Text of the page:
There might be information that "slip" in this approach. There might be cultural biases and other problems. The only way such slips can be addressed is to rely on others who do the same thing you do to correct you, which is why the "academia" isn't just a place for study, but a social community that are by ethics required to criticize.

Will all of this create a 110% waterproof situation? No. It just means that the frequency of correcting false ideas and false conclusion is maximized.

Originally Posted by DArtagnan View Post
An interesting theory - but it seems more like one you've personally created to try and fit me into some obscure category.

You're not less valuable than I am - regardless of the flaws I perceive. I'm just as flawed as you are - presumably. It's not important.
I say you have categorical concepts that I believe are invalid (in which you emphasize forms of knowledge as unique/separate and exclusive). That said, we all build categories to understand the world and we do this based on context. Categories are helpful because they speed up processing but can at the same time be misleading when we have few categories or false categories.

When I say you put a great emphasis on certain categories I am not placing you in a category, but address and individual who have certain categories. I also do not claim my categories are better, they are just different and I personally rely on others to correct my categories all the time.

Originally Posted by DArtagnan View Post
As I said, it comes down to how you respond to criticism and scepticism. It doesn't take a lot of effort to notice that every time you've made a statement, you'll do all you can to back it up - and it's often so ludicrous and so far removed from the original point of contention - that it's impossible to carry a conversation based on the desire for mutual understanding.
To back up statements is a cardinal rule in the skeptics community. After being exposed to that community for awhile you do it automatically because if you do not you are taken down and smacked around, so you change your behavior accordingly. To back up every single statement is also a cardinal rule when writing a scientific article. The rigidness of this requirement is so harsh that you learn to do it without thinking to avoid further problems.

Originally Posted by DArtagnan View Post
You simply can't admit you're wrong or that you might have misunderstood something. This is very basic psychology - and I'm sure you've come across it in your studies. You could call it pride or arrogance - or vanity. I don't really care what you call it - but that's what it is.
This is a projection. You go by the rules right/wrong and assume others do the same. I do not need to admit I am wrong since I made no claim to be right in the first place. To me, data is everything and a persons belief to be right/wrong is merely an obstacle. Since I form my position on the data I automatically correct myself whenever more data is presented. Let's now go back to what I said about perceptions. You do not have the value of presenting data to support your position. Since you never added data you have also never seen me correct my position. This create the illusion on your behalf that I never change my position. Yet I change my positions daily. You demand a moral stance I already have but you do not provoke the response you wish to see.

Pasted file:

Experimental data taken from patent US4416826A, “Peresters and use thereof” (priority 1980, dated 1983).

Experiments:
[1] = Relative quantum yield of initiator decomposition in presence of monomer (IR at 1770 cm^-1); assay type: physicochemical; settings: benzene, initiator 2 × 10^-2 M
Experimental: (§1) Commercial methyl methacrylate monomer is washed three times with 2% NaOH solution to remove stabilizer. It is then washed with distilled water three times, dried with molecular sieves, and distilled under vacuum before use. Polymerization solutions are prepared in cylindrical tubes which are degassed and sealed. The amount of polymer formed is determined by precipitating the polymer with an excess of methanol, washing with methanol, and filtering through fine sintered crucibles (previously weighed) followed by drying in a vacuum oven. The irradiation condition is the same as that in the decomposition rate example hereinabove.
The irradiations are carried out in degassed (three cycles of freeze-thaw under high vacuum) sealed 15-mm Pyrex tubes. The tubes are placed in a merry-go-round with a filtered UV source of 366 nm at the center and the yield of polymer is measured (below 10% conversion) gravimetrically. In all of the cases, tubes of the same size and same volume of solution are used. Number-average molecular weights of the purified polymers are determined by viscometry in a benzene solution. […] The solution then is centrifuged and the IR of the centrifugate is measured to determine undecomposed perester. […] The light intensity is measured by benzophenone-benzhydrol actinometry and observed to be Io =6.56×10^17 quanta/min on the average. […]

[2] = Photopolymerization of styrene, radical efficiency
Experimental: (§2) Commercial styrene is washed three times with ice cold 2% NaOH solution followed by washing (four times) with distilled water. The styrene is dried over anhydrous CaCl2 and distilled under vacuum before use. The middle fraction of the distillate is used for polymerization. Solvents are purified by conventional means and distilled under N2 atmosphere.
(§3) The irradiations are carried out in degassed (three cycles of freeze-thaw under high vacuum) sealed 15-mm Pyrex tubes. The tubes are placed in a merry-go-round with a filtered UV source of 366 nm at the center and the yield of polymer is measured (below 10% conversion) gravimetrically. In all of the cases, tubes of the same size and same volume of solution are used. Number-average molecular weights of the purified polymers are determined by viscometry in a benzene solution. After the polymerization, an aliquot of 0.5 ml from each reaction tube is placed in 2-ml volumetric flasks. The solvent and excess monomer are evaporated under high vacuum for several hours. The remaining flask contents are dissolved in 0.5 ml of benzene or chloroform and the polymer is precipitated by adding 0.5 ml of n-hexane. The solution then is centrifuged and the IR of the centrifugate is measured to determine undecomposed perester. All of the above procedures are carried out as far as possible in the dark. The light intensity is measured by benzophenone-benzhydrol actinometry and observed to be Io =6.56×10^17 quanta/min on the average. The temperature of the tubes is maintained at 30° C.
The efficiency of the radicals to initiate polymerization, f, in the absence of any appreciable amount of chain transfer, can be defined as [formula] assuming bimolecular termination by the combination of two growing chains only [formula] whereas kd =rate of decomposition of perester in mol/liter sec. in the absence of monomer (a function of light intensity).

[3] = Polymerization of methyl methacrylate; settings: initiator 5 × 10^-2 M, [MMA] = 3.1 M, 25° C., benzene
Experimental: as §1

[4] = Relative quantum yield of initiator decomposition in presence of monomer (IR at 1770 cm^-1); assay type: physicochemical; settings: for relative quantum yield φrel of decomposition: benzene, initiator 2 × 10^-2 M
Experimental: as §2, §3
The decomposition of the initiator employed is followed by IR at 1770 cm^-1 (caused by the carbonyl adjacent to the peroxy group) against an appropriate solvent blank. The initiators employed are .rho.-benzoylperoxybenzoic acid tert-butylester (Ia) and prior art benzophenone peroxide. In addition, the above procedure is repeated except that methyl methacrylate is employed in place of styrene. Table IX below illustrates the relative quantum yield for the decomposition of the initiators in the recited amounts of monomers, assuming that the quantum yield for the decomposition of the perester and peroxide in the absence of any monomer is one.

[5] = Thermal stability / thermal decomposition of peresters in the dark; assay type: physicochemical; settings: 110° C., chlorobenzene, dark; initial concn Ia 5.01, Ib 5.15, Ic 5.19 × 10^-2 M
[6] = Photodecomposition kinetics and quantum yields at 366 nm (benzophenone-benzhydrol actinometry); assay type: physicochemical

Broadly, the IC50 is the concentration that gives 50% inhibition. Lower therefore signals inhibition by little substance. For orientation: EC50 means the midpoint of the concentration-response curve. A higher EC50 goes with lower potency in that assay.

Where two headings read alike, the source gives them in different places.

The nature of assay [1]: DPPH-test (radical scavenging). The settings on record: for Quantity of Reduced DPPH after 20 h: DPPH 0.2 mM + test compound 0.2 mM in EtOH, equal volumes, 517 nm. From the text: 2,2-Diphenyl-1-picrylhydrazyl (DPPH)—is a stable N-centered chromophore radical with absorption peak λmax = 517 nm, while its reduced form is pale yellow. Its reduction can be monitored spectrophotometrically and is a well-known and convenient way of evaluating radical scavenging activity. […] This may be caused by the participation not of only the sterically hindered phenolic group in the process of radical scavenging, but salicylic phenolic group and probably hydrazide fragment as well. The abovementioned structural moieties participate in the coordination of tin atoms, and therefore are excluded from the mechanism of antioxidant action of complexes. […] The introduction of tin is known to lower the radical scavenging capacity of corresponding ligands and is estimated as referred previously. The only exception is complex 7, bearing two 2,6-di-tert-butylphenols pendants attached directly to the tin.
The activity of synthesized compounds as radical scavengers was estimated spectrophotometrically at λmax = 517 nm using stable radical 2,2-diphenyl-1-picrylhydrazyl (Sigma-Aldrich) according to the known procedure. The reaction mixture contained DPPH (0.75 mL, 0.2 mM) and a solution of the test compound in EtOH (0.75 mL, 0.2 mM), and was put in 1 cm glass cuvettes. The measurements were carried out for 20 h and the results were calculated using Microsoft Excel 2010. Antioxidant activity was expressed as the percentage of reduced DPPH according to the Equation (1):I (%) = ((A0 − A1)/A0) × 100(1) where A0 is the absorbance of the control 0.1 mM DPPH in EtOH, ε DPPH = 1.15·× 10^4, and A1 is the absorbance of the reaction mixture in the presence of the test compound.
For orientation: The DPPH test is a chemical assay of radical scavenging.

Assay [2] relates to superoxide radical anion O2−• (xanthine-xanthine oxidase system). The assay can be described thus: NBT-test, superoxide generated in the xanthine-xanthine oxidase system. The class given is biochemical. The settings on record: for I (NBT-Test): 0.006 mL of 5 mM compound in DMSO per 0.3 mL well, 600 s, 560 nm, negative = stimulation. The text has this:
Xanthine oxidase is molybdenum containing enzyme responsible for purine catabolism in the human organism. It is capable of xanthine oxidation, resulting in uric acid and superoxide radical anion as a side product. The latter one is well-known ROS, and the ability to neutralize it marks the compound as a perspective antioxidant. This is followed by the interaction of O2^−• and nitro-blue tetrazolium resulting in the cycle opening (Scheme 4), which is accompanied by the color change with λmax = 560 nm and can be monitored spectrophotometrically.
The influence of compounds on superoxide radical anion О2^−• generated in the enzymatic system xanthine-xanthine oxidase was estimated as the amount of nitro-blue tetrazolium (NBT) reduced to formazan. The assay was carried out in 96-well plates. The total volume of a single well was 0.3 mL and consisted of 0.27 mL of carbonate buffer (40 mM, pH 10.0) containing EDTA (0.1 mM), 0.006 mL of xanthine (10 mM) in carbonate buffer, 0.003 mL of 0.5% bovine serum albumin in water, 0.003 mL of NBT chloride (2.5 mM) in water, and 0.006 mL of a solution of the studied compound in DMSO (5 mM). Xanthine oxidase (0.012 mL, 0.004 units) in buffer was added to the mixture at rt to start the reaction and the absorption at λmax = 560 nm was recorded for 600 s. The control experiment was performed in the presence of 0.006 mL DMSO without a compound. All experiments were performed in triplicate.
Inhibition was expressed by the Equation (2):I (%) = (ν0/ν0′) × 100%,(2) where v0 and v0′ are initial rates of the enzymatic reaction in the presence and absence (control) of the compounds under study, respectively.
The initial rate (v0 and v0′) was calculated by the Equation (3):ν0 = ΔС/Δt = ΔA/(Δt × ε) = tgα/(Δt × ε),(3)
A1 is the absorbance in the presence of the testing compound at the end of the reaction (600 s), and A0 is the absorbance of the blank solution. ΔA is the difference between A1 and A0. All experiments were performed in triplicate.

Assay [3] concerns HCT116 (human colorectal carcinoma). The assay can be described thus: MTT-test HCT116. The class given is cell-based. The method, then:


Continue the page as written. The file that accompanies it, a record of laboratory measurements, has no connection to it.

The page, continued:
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July 17th, 2012, 00:09
Jemy said "Treating "books" as a specific category and building a dichotomy between "book knowledge" and other forms of knowledge is a false dichotomy that isn't rooted in how the people you speak about actually approach their fields."

I have a problem with this statement. I can read a book about how to drive a car; does that mean I should now be allowed to drive one, or should I first have some practical experience with a driving instructor? OR, who would you prefer having perform delicate brain surgery, a doctor who has only book knowledge about the procedure, or someone who has had years of experience doing it? For ME, there is a clear dichotomy between book knowledge and that gained by experience!! That's not belittling either as both are necessary, but they are different.

If God said it, then that settles it!!

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July 17th, 2012, 02:25
Originally Posted by Corwin View Post
I have a problem with this statement. I can read a book about how to drive a car; does that mean I should now be allowed to drive one, or should I first have some practical experience with a driving instructor? OR, who would you prefer having perform delicate brain surgery, a doctor who has only book knowledge about the procedure, or someone who has had years of experience doing it? For ME, there is a clear dichotomy between book knowledge and that gained by experience!! That's not belittling either as both are necessary, but they are different.
The dichotomy propose that if someone read, other forms of learning are excluded. It's a false dichotomy and a strawman because no one have ever suggested learning through books exclusively.